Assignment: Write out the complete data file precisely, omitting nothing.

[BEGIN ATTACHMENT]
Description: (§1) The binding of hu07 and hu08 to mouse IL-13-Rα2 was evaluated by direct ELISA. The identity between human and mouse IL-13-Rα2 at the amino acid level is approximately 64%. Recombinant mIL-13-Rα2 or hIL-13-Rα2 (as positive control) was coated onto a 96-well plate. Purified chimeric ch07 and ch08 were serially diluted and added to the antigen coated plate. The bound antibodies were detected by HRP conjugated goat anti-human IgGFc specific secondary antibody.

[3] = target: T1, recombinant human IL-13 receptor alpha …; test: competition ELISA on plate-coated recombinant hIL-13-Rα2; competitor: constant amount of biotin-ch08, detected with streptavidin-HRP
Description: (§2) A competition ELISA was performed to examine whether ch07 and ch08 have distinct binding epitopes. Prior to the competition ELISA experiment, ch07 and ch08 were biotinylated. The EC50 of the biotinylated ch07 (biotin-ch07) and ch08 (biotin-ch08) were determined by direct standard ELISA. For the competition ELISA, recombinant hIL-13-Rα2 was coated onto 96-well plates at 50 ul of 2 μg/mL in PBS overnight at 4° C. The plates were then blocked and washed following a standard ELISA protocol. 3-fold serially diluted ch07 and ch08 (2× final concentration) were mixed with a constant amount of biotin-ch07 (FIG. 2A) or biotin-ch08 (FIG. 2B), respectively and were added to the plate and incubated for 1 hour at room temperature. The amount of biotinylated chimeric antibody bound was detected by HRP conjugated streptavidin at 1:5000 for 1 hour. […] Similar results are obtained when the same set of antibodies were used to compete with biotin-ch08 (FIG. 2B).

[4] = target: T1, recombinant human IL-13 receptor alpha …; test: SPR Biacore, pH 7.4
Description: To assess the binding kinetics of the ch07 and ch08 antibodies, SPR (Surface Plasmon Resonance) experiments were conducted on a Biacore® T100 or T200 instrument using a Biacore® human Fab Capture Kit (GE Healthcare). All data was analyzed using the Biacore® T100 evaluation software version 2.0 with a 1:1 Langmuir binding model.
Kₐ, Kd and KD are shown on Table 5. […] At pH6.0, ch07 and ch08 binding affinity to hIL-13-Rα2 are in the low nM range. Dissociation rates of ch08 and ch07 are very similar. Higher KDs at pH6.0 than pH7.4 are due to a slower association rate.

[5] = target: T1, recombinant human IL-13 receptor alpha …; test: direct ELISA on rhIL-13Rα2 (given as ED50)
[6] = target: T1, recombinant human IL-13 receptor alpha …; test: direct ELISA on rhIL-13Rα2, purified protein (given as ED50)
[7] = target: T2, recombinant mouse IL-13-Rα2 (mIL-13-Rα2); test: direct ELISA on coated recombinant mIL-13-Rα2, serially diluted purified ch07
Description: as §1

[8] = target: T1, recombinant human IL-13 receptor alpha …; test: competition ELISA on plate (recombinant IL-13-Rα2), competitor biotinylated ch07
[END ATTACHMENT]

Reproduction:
Description: (§1) The binding of hu07 and hu08 to mouse IL-13-Rα2 was evaluated by direct ELISA. The identity between human and mouse IL-13-Rα2 at the amino acid level is approximately 64%. Recombinant mIL-13-Rα2 or hIL-13-Rα2 (as positive control) was coated onto a 96-well plate. Purified chimeric ch07 and ch08 were serially diluted and added to the antigen coated plate. The bound antibodies were detected by HRP conjugated goat anti-human IgGFc specific secondary antibody.

[3] = target: T1, recombinant human IL-13 receptor alpha …; test: competition ELISA on plate-coated recombinant hIL-13-Rα2; competitor: constant amount of biotin-ch08, detected with streptavidin-HRP
Description: (§2) A competition ELISA was performed to examine whether ch07 and ch08 have distinct binding epitopes. Prior to the competition ELISA experiment, ch07 and ch08 were biotinylated. The EC50 of the biotinylated ch07 (biotin-ch07) and ch08 (biotin-ch08) were determined by direct standard ELISA. For the competition ELISA, recombinant hIL-13-Rα2 was coated onto 96-well plates at 50 ul of 2 μg/mL in PBS overnight at 4° C. The plates were then blocked and washed following a standard ELISA protocol. 3-fold serially diluted ch07 and ch08 (2× final concentration) were mixed with a constant amount of biotin-ch07 (FIG. 2A) or biotin-ch08 (FIG. 2B), respectively and were added to the plate and incubated for 1 hour at room temperature. The amount of biotinylated chimeric antibody bound was detected by HRP conjugated streptavidin at 1:5000 for 1 hour. […] Similar results are obtained when the same set of antibodies were used to compete with biotin-ch08 (FIG. 2B).

[4] = target: T1, recombinant human IL-13 receptor alpha …; test: SPR Biacore, pH 7.4
Description: To assess the binding kinetics of the ch07 and ch08 antibodies, SPR (Surface Plasmon Resonance) experiments were conducted on a Biacore® T100 or T200 instrument using a Biacore® human Fab Capture Kit (GE Healthcare). All data was analyzed using the Biacore® T100 evaluation software version 2.0 with a 1:1 Langmuir binding model.
Kₐ, Kd and KD are shown on Table 5. […] At pH6.0, ch07 and ch08 binding affinity to hIL-13-Rα2 are in the low nM range. Dissociation rates of ch08 and ch07 are very similar. Higher KDs at pH6.0 than pH7.4 are due to a slower association rate.

[5] = target: T1, recombinant human IL-13 receptor alpha …; test: direct ELISA on rhIL-13Rα2 (given as ED50)
[6] = target: T1, recombinant human IL-13 receptor alpha …; test: direct ELISA on rhIL-13Rα2, purified protein (given as ED50)
[7] = target: T2, recombinant mouse IL-13-Rα2 (mIL-13-Rα2); test: direct ELISA on coated recombinant mIL-13-Rα2, serially diluted purified ch07
Description: as §1

[8] = target: T1, recombinant human IL-13 receptor alpha …; test: competition ELISA on plate (recombinant IL-13-Rα2), competitor biotinylated ch07